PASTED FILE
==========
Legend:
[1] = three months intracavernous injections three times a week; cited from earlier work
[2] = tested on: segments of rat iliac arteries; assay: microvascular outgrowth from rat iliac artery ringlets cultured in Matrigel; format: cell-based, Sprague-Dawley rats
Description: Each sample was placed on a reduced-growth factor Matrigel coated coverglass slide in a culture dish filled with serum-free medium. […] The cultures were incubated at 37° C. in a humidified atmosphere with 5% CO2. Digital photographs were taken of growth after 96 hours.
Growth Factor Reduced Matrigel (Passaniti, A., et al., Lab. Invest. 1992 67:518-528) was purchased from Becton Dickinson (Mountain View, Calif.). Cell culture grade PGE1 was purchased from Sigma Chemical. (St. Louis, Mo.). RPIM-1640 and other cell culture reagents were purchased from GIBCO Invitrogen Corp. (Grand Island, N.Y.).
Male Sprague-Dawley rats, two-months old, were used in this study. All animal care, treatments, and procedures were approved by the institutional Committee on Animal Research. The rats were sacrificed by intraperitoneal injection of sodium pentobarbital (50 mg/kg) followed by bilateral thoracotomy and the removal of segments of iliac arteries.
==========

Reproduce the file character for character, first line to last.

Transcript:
Legend:
[1] = three months intracavernous injections three times a week; cited from earlier work
[2] = tested on: segments of rat iliac arteries; assay: microvascular outgrowth from rat iliac artery ringlets cultured in Matrigel; format: cell-based, Sprague-Dawley rats
Description: Each sample was placed on a reduced-growth factor Matrigel coated coverglass slide in a culture dish filled with serum-free medium. […] The cultures were incubated at 37° C. in a humidified atmosphere with 5% CO2. Digital photographs were taken of growth after 96 hours.
Growth Factor Reduced Matrigel (Passaniti, A., et al., Lab. Invest. 1992 67:518-528) was purchased from Becton Dickinson (Mountain View, Calif.). Cell culture grade PGE1 was purchased from Sigma Chemical. (St. Louis, Mo.). RPIM-1640 and other cell culture reagents were purchased from GIBCO Invitrogen Corp. (Grand Island, N.Y.).
Male Sprague-Dawley rats, two-months old, were used in this study. All animal care, treatments, and procedures were approved by the institutional Committee on Animal Research. The rats were sacrificed by intraperitoneal injection of sodium pentobarbital (50 mg/kg) followed by bilateral thoracotomy and the removal of segments of iliac arteries.